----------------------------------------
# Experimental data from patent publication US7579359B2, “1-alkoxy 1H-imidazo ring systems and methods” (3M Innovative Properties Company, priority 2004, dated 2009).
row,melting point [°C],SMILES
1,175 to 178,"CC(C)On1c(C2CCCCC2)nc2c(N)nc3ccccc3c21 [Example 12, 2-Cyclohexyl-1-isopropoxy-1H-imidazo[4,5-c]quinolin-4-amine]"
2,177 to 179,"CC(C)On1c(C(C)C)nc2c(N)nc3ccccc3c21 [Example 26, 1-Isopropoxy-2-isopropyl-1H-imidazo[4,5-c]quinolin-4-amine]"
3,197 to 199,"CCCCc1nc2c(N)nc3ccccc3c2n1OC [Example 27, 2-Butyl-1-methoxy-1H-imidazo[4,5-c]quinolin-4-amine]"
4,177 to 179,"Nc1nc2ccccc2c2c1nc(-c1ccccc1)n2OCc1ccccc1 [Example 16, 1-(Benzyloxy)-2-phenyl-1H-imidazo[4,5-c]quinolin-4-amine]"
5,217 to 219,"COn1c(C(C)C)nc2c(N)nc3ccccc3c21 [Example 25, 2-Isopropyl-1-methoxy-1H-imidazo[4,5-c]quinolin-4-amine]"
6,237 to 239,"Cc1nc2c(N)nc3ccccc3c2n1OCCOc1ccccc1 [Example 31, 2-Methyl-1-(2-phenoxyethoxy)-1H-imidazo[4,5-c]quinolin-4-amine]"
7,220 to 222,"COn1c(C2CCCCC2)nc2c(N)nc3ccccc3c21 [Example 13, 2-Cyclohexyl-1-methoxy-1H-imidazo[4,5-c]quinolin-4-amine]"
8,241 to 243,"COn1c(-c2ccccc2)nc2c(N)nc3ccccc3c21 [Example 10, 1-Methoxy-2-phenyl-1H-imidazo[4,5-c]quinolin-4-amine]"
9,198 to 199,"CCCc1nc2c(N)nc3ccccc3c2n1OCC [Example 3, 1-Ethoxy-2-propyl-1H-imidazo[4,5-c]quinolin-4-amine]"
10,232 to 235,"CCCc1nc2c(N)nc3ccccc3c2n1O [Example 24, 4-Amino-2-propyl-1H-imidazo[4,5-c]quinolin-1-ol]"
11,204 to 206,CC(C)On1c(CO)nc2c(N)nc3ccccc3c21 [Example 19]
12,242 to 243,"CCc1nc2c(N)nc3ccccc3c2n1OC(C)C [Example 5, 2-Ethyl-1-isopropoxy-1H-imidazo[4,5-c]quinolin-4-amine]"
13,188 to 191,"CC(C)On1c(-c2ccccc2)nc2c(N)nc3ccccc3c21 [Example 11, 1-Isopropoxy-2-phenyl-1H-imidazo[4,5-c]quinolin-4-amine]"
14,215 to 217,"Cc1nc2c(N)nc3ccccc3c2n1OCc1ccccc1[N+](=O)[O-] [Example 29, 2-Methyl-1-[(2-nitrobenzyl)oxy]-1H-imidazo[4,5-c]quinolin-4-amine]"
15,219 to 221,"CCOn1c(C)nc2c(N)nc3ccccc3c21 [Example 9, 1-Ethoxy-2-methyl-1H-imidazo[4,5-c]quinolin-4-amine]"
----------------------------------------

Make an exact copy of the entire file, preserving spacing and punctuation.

# Experimental data from patent publication US7579359B2, “1-alkoxy 1H-imidazo ring systems and methods” (3M Innovative Properties Company, priority 2004, dated 2009).
row,melting point [°C],SMILES
1,175 to 178,"CC(C)On1c(C2CCCCC2)nc2c(N)nc3ccccc3c21 [Example 12, 2-Cyclohexyl-1-isopropoxy-1H-imidazo[4,5-c]quinolin-4-amine]"
2,177 to 179,"CC(C)On1c(C(C)C)nc2c(N)nc3ccccc3c21 [Example 26, 1-Isopropoxy-2-isopropyl-1H-imidazo[4,5-c]quinolin-4-amine]"
3,197 to 199,"CCCCc1nc2c(N)nc3ccccc3c2n1OC [Example 27, 2-Butyl-1-methoxy-1H-imidazo[4,5-c]quinolin-4-amine]"
4,177 to 179,"Nc1nc2ccccc2c2c1nc(-c1ccccc1)n2OCc1ccccc1 [Example 16, 1-(Benzyloxy)-2-phenyl-1H-imidazo[4,5-c]quinolin-4-amine]"
5,217 to 219,"COn1c(C(C)C)nc2c(N)nc3ccccc3c21 [Example 25, 2-Isopropyl-1-methoxy-1H-imidazo[4,5-c]quinolin-4-amine]"
6,237 to 239,"Cc1nc2c(N)nc3ccccc3c2n1OCCOc1ccccc1 [Example 31, 2-Methyl-1-(2-phenoxyethoxy)-1H-imidazo[4,5-c]quinolin-4-amine]"
7,220 to 222,"COn1c(C2CCCCC2)nc2c(N)nc3ccccc3c21 [Example 13, 2-Cyclohexyl-1-methoxy-1H-imidazo[4,5-c]quinolin-4-amine]"
8,241 to 243,"COn1c(-c2ccccc2)nc2c(N)nc3ccccc3c21 [Example 10, 1-Methoxy-2-phenyl-1H-imidazo[4,5-c]quinolin-4-amine]"
9,198 to 199,"CCCc1nc2c(N)nc3ccccc3c2n1OCC [Example 3, 1-Ethoxy-2-propyl-1H-imidazo[4,5-c]quinolin-4-amine]"
10,232 to 235,"CCCc1nc2c(N)nc3ccccc3c2n1O [Example 24, 4-Amino-2-propyl-1H-imidazo[4,5-c]quinolin-1-ol]"
11,204 to 206,CC(C)On1c(CO)nc2c(N)nc3ccccc3c21 [Example 19]
12,242 to 243,"CCc1nc2c(N)nc3ccccc3c2n1OC(C)C [Example 5, 2-Ethyl-1-isopropoxy-1H-imidazo[4,5-c]quinolin-4-amine]"
13,188 to 191,"CC(C)On1c(-c2ccccc2)nc2c(N)nc3ccccc3c21 [Example 11, 1-Isopropoxy-2-phenyl-1H-imidazo[4,5-c]quinolin-4-amine]"
14,215 to 217,"Cc1nc2c(N)nc3ccccc3c2n1OCc1ccccc1[N+](=O)[O-] [Example 29, 2-Methyl-1-[(2-nitrobenzyl)oxy]-1H-imidazo[4,5-c]quinolin-4-amine]"
15,219 to 221,"CCOn1c(C)nc2c(N)nc3ccccc3c21 [Example 9, 1-Ethoxy-2-methyl-1H-imidazo[4,5-c]quinolin-4-amine]"